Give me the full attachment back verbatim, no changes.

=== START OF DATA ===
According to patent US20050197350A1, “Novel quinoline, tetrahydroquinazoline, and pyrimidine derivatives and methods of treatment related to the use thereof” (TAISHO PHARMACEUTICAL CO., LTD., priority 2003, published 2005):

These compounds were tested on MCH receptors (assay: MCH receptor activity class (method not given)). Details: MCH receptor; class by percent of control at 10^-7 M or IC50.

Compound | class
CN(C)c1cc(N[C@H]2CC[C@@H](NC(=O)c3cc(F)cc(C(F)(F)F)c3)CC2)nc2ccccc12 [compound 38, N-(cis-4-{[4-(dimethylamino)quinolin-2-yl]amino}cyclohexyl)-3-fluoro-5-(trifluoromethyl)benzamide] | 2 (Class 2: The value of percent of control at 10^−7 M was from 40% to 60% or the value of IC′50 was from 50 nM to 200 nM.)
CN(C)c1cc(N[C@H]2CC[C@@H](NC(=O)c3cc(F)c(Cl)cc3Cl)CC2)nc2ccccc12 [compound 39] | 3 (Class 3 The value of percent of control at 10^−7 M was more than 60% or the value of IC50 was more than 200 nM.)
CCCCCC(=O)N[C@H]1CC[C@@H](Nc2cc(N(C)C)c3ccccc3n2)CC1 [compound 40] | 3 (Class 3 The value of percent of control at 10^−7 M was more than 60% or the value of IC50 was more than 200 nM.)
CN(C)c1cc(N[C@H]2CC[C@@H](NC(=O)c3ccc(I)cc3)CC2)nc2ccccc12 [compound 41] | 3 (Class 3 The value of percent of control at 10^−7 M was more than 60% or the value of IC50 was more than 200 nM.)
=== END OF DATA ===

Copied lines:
According to patent US20050197350A1, “Novel quinoline, tetrahydroquinazoline, and pyrimidine derivatives and methods of treatment related to the use thereof” (TAISHO PHARMACEUTICAL CO., LTD., priority 2003, published 2005):

These compounds were tested on MCH receptors (assay: MCH receptor activity class (method not given)). Details: MCH receptor; class by percent of control at 10^-7 M or IC50.

Compound | class
CN(C)c1cc(N[C@H]2CC[C@@H](NC(=O)c3cc(F)cc(C(F)(F)F)c3)CC2)nc2ccccc12 [compound 38, N-(cis-4-{[4-(dimethylamino)quinolin-2-yl]amino}cyclohexyl)-3-fluoro-5-(trifluoromethyl)benzamide] | 2 (Class 2: The value of percent of control at 10^−7 M was from 40% to 60% or the value of IC′50 was from 50 nM to 200 nM.)
CN(C)c1cc(N[C@H]2CC[C@@H](NC(=O)c3cc(F)c(Cl)cc3Cl)CC2)nc2ccccc12 [compound 39] | 3 (Class 3 The value of percent of control at 10^−7 M was more than 60% or the value of IC50 was more than 200 nM.)
CCCCCC(=O)N[C@H]1CC[C@@H](Nc2cc(N(C)C)c3ccccc3n2)CC1 [compound 40] | 3 (Class 3 The value of percent of control at 10^−7 M was more than 60% or the value of IC50 was more than 200 nM.)
CN(C)c1cc(N[C@H]2CC[C@@H](NC(=O)c3ccc(I)cc3)CC2)nc2ccccc12 [compound 41] | 3 (Class 3 The value of percent of control at 10^−7 M was more than 60% or the value of IC50 was more than 200 nM.)